The tragic history of sugar in the United States

The tragic history of sugar in the United States

Sugar, which Americans abuse daily in their diet, is the product of a barbaric story. Without slavery, Louisiana’s sugar industry would never have grown to the size it has today. Even today, this past shapes the state’s economy, its institutions and its social life.

The Chalmette refinery of Domino Sugar, in Arabi (Louisiana), stands on the banks of the majestic Mississippi, about 1 km from the Lower Ninth Ward, that district of New Orleans where Hurricane Katrina broke the dikes and swept away the lives of so many black residents. It is the largest sugar refinery in North America. During the operating period, yellow 2-kilogram packages marked with the brand logo, which are found throughout the United States, are sold there at a rate of 120 per minute, 24 hours a day, 7 days a week. & nbsp; 7.

The United States manufactures approximately 8.16 million tonnes of sugar annually, making it the sixth largest producer in the world. The US sugar industry receives $ 4 billion in annual subsidies. The Louisiana cane sugar sector alone is worth $ 3 billion and accounts for 16,400 jobs. Most of this sugar remains in the country, and between 1.81 and 2.72 million tonnes are added each year. On average, every American consumes no less than 35 pounds of sugar and other sweeteners a year, according to figures from the Department of Agriculture. This is almost twice the maximum recommended threshold.

Excessive sugar consumption is associated with diabetes, obesity, and cancer. Sugar kills us all, but it kills black people even faster. Over the past thirty years, the number of obese or overweight Americans has increased from 27% among adults, from 56% to 71%, according to the Centers for Disease Control and Prevention [which form the main federal agency for the protection of public health], knowing that blacks are overrepresented in these statistics. During the same period, rates of diabetes almost tripled. In black women, these rates are almost twice as high as in white women, and they are 1.5 times higher in black men than in white men.

The extraordinary mass commodification of sugar, its economic impact, its disproportionate repercussions on the eating habits of Americans and their health: none of this was in germ, a priori, when Christopher Columbus made his second crossing the Atlantic in 1493, carrying sugar cane from the Canaries.

At the time, growing sugarcane was cumbersome and complex. You had to cut the canes by hand and grind them immediately to get the juice, otherwise his sugar level would deteriorate in a day or two. Even before the harvest season, a lot of wood had to be cut down to be used as fuel to boil the liquid and reduce it to crystals and molasses. There are the first traces of the exploitation of sugar cane in New Guinea ten thousand years ago. Then this culture progressed from territory to territory until being adopted in India around 350 & nbsp; before J. - C. Sugar was consumed locally and required an important manpower. There was little more than an exotic spice, a medicinal ointment or a treat for the elite [especially in & nbsp; Europe]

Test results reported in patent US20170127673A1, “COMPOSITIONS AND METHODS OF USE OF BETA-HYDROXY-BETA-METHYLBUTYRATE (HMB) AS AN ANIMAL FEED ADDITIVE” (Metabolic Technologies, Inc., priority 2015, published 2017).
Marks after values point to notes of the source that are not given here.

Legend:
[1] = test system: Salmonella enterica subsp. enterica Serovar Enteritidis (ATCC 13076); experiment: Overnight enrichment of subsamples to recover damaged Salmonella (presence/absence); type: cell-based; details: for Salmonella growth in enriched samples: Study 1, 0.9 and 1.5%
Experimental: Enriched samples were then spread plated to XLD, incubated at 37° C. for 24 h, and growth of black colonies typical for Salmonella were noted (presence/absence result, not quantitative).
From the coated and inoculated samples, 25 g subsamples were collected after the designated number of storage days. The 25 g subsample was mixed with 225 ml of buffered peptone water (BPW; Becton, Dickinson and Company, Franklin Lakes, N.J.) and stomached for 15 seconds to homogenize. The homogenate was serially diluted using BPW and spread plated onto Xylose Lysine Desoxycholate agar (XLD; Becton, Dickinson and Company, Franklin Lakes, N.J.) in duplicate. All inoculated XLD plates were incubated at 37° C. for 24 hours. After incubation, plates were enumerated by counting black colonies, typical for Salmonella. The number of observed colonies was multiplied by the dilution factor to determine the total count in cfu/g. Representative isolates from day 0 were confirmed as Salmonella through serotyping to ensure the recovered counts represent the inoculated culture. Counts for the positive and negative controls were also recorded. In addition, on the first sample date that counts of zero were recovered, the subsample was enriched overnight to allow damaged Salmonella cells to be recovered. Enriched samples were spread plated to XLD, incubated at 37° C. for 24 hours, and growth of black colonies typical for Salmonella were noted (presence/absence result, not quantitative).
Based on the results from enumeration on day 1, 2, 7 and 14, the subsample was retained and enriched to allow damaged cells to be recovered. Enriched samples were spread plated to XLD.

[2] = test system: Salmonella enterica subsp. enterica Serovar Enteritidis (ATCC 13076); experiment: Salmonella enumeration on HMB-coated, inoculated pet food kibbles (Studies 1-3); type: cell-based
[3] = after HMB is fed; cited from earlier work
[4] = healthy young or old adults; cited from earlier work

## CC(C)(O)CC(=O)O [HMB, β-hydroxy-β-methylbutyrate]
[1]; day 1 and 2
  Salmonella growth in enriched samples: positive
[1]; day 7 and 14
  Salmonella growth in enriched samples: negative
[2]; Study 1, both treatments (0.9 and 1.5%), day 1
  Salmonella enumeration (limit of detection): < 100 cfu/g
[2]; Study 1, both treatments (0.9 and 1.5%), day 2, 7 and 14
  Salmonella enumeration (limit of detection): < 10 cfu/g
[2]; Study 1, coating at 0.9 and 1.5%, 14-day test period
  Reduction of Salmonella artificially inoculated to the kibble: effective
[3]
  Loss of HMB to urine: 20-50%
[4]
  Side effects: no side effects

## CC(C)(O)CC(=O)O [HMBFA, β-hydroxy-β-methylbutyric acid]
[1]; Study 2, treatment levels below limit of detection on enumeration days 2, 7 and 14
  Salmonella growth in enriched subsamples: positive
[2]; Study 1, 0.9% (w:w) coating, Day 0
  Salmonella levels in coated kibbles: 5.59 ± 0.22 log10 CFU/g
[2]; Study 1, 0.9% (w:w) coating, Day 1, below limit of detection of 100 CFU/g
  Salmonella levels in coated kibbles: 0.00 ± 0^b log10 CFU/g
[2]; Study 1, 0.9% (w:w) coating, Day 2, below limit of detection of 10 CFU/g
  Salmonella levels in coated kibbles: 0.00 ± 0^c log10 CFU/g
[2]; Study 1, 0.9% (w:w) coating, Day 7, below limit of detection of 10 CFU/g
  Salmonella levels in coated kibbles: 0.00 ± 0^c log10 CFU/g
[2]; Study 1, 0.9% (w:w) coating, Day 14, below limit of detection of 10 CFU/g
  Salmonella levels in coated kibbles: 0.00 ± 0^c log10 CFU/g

The introduction of sugar slavery into the New World changed the game. & Nbsp; “The sugar age has truly begun - and it has changed the world more than any leader, empire or war had ever had. done before ”, & nbsp; write Marc Aronson and Marina Budhos in their book & nbsp; Sugar Changed the World & nbsp; [“ Sugar has changed the world ”, unpublished in French]. During the four centuries that followed the landing of Christopher Columbus, in Mexico as well as in Guyana, Brazil and the Sugar Antilles, countless natives died in the sugar harvest, and almost 11 million 'Africans were enslaved - not counting those who had not survived the crossing.

“White gold” stimulated trade and made the wealth of European countries, notably allowing the British to finance their North American colonies. & Nbsp; “There was direct trade between the colonies, as well as between the colonies and Europe, but much of the Atlantic trade was triangular: slaves from Africa; sugar from the West Indies and Brazil; money and manufactured goods from Europe ”, writes Harvard historian Walter Johnson in his book Soul by Soul. Life Inside the Antebellum Slave Market & nbsp; [“Soul after soul. Life in the New Orleans slave market on the eve of the American Civil War ”, & nbsp; traduction].

Before French Jesuits planted their first sugar cane in 1751 near Baronne Street in New Orleans, sugar was already a very lucrative business in British New York. In the 1720s, one in two ships in the port either arrived from the West Indies, importing sugar and slaves, or left there, exporting flour, meat and equipment for shipbuilding. A business so profitable that the two most imposing buildings of

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